May 16, 2024 - News

The creeping re-segregation of Minneapolis and St. Paul schools

Choropleth map of U.S. counties showing the estimated level of segregation between Black and white students in K-12 public schools. Schools in counties in the southern U.S., southern California and Northeast tend to be more segregated than counties in the Pacific Northwest and Midwest.
Data: Stanford Education Data Archive. Note: Index ranges from 0 to 1, where 0 implies no segregation (all schools have identical proportions of Black and white students), while 1 implies complete segregation (no Black student attends a school with any white students, and vice versa). Map: Axios Visuals

Three decades ago, the public schools in Minneapolis and St. Paul were largely racially integrated.

  • Today, students of color in both cities' districts are far less likely to share classrooms with white peers, researchers have shown.

The big picture: Friday is the 70th anniversary of the landmark Brown v. Board of Education ruling — meant to end legal school segregation in the U.S. Yet new reports show Minneapolis and St. Paul mirror a national trend: racial segregation in K-12 public schools has increased dramatically.

Why it matters: Researchers have found school segregation disproportionately hurts Black and Latino students since those schools tend to have fewer resources, higher teacher turnover, and fewer advanced classes.

Choropleth map of U.S. counties showing the estimated level of segregation between Black and white students in K-12 public schools. Schools in counties in the southern U.S., southern California and Northeast tend to be more segregated than counties in the Pacific Northwest and Midwest.
Data: Stanford Education Data Archive. Map: Axios Visuals

Zoom in: In 1991, Minneapolis and St. Paul schools barely registered on an index of racial segregation published by researchers at Stanford and the University of Southern California.

  • Today, segregation between white students and kids of color in both cities is comparable to levels that districts like New Orleans and Atlanta have seen for years, according to their index.
  • In Minneapolis, the index shows Black students are particularly racially isolated from their white peers.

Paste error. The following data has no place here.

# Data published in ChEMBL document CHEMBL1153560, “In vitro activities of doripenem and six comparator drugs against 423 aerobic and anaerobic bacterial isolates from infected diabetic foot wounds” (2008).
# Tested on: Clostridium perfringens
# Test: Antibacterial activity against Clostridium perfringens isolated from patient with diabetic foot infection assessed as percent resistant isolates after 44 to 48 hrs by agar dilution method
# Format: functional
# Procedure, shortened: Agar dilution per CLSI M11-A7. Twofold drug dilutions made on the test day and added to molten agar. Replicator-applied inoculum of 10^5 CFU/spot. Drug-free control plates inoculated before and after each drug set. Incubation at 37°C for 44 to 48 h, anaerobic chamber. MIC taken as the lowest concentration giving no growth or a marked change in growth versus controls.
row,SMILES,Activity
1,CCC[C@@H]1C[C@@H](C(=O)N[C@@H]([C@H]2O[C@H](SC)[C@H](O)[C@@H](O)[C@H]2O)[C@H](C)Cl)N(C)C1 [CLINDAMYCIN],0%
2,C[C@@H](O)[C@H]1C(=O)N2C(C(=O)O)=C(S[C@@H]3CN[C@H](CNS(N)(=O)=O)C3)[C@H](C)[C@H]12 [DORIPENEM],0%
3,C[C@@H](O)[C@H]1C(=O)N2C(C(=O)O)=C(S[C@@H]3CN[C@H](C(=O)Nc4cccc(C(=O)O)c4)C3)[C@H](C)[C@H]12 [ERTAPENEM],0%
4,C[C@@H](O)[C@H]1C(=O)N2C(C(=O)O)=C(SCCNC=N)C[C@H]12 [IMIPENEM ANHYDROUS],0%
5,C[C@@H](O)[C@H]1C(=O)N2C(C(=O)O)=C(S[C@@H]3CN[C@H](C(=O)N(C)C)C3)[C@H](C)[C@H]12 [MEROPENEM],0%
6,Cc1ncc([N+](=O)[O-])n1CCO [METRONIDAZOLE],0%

• In St. Paul, the rate of segregation between Asian and white students stands out in the numbers.

Zoom out: The data also show segregation creeping up in suburban districts like Osseo and Robbinsdale as non-white enrollment increases in schools across the Twin Cities.

State of play: School segregation is at the heart of an ongoing lawsuit a group of Minneapolis and St. Paul parents filed against the state in 2015.

Catch up quick: The parents argued school segregation violated their children's constitutional rights to an adequate education.

  • Late last year, the Minnesota Supreme Court ruled that the mere existence of "racial imbalances" between schools isn't necessarily proof that children's rights had been violated.
  • Next, plaintiffs will return to a lower court to offer evidence the high court demanded: that segregation is a "substantial factor" in educational harms to children.

Friction point: In a forceful dissent, Chief Justice Natalie Hudson — the court's only Black member — said the latest test score data should've been enough to prove that segregation "has gone hand in hand with depressed academic outcomes for students of color."

  • Black, Latino, and Indigenous students were less likely to meet standards on state tests than white and Asian students.

What they're saying: "People became convinced that desegregation didn't work, and you couldn't do it. And so there's just a lack of attention to this," Patricia Gándara, co-director of UCLA's Civil Rights Project, told Axios' Russell Contreras.

Go deeper: Nationwide, school segregation surges 70 years after Brown ruling

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